Retail consumer lending is now more important than ever in retail banks’ growth strategy, due to current mortgage market turmoil. A new report, “To the Swiftest Go the Spoils: Case Studies in Retail Loan Origination” from Celent, a Boston-based financial research and consulting firm, profiles two financial institutions that have successfully restructured the way they originate retail loans to make the process faster, less costly, and more scalable.
Key findings of the report include:
• The real estate sector of the retail consumer lending market had been growing since 2002 at a compound annual growth rate of 13% in the United States, with total outstanding debt attributable to home mortgages and home equity lines of credit reaching US$10.1 trillion as of Q2 2007. This rate slowed considerably to a 4% growth rate from Q4 2006 to Q2 2007.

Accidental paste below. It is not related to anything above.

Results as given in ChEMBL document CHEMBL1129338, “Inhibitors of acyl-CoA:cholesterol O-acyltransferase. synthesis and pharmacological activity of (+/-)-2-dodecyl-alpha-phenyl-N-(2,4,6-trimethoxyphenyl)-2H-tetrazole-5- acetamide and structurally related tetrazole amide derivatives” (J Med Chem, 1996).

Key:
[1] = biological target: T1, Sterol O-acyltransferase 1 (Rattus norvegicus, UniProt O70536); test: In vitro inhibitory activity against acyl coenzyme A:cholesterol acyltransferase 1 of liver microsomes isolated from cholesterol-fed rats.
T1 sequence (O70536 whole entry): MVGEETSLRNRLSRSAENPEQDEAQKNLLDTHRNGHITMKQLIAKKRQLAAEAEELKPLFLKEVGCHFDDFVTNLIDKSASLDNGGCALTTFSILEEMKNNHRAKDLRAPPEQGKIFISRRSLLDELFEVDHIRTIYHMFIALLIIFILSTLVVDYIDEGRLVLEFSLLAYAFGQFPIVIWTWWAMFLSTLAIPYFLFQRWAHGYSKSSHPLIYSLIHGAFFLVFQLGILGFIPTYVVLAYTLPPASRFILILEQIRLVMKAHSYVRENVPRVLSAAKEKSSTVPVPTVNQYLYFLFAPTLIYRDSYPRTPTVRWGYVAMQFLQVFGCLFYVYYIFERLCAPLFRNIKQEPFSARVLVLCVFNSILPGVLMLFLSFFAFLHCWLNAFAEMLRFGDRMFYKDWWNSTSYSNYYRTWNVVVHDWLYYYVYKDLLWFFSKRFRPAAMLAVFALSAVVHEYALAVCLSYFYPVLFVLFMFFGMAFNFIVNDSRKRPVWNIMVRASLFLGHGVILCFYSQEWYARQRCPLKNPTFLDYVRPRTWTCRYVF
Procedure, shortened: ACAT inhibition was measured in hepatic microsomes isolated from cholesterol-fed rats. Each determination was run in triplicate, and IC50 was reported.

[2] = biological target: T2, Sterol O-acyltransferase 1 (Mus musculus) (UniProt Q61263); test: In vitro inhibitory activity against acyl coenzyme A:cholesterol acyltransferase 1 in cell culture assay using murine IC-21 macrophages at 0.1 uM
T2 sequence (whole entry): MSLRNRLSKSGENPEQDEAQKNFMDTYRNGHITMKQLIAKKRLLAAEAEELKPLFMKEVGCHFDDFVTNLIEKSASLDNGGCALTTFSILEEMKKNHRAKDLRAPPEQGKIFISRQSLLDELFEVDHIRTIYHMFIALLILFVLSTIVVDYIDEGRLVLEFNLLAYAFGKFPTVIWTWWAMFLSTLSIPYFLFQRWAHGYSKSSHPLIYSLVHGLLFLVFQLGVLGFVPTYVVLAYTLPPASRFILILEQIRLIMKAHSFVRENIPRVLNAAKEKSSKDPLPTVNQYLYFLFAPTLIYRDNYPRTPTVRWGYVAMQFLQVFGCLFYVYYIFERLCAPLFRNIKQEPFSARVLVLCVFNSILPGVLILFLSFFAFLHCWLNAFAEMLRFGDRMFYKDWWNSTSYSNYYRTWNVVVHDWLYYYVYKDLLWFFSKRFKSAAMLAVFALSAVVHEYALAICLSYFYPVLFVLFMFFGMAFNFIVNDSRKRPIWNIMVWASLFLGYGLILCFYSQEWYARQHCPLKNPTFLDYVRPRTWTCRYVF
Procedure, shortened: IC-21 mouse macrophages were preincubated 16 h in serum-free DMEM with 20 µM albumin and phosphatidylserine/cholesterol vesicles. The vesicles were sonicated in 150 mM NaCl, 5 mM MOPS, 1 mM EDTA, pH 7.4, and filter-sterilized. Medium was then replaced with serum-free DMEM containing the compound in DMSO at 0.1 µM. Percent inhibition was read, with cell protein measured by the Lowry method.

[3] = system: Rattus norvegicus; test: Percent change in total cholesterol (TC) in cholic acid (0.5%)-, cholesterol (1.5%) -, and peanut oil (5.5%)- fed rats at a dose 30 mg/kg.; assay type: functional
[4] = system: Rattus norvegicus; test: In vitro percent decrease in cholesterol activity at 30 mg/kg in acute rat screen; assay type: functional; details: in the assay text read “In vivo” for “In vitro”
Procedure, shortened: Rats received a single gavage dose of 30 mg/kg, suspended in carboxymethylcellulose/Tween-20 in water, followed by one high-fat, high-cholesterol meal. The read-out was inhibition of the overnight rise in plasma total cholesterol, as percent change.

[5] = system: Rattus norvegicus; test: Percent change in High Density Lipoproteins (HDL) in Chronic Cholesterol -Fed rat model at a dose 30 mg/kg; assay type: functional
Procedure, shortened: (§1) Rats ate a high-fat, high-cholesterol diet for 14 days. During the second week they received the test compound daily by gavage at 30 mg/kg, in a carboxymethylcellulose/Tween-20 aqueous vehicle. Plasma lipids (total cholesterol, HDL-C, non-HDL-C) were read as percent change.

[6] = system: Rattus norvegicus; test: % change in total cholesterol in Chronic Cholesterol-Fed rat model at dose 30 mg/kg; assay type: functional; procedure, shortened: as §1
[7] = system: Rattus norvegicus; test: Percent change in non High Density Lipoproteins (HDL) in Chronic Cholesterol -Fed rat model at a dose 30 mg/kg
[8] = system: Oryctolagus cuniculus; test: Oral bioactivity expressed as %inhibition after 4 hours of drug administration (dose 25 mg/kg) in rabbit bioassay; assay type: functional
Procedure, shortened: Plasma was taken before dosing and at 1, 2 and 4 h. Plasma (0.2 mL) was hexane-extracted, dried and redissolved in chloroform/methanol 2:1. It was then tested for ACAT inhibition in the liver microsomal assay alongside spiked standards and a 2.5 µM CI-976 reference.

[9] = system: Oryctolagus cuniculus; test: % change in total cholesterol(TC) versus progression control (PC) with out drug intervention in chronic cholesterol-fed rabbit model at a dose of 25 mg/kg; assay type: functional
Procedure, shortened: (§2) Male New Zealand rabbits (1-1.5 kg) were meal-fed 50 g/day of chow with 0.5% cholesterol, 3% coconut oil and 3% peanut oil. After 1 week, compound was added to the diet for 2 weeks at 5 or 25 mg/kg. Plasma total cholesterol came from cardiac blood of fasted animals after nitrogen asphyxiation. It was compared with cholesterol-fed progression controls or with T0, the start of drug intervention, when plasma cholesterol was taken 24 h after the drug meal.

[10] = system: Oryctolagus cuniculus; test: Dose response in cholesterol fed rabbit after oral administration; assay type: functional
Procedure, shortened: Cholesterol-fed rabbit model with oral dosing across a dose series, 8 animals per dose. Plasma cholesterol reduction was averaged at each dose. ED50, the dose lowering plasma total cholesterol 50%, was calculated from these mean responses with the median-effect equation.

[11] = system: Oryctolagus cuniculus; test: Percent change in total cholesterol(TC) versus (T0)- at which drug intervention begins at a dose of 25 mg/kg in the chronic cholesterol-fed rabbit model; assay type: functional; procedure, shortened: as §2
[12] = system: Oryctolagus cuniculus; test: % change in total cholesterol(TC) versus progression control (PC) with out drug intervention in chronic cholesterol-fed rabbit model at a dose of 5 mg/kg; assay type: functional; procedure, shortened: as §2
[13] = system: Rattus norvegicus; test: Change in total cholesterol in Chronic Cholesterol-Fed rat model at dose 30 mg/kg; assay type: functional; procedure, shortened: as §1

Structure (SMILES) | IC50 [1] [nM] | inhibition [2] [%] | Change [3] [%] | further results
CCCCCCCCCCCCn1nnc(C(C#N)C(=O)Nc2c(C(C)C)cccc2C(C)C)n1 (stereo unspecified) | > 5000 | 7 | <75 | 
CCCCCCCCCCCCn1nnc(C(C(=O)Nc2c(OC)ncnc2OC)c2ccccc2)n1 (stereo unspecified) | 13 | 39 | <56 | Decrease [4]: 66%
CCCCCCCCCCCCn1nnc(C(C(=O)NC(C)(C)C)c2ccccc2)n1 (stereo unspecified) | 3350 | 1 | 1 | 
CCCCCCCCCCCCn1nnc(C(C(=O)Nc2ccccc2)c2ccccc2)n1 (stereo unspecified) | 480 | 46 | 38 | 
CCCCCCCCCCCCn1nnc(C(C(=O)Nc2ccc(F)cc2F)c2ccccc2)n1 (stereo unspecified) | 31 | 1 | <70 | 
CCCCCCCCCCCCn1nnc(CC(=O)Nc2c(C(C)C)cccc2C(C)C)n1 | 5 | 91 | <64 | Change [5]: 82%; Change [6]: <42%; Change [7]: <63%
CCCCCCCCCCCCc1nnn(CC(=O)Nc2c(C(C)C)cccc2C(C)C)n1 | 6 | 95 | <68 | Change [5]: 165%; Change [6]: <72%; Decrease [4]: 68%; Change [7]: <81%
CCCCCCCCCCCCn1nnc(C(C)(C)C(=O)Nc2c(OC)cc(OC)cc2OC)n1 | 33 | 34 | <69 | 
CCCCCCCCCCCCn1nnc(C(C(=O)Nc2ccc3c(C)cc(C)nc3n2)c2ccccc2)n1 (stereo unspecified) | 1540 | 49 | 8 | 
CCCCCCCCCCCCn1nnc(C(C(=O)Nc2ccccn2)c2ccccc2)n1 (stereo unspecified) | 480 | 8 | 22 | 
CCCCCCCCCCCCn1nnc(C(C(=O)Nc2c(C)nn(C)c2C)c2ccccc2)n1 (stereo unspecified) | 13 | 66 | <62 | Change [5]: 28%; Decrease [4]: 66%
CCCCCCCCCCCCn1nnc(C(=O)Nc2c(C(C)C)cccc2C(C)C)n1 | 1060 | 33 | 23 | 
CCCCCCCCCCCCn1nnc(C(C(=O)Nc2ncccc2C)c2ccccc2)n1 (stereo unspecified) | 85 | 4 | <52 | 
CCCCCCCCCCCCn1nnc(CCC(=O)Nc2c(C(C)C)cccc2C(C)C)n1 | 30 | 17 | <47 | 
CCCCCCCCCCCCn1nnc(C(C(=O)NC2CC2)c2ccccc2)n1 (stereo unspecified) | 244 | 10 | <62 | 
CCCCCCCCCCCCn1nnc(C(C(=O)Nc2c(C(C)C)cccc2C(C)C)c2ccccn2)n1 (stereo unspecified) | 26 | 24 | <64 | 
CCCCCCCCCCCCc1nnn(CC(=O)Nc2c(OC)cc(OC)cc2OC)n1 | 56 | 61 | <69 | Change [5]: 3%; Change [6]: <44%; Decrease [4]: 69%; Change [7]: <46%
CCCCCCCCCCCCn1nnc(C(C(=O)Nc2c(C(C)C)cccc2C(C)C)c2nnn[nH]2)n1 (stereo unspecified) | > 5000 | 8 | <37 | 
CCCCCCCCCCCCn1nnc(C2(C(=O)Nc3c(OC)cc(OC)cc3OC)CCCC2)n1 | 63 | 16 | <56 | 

• Other consumer debt is at US$2.4 trillion and increasing at a rate of 4%. As a large and growing part of retail banks, many financial institutions have thought about how to make the process more efficient.
• The extent to which automation can be applied to loans dramatically reduces the cost of processing those loans. While an automated loan costs only about US$15 to process, a manually decisioned loan costs US$75 to $125 to process.
• Formerly Boeing Employees Credit Union, BECU increased the number of applications per employee by nearly 70%, enabling the bank to grow their lending business without hiring and training an army of new people. BECU has also achieved asset growth of 18% to 20% per year and loan volume growth of 27% per year.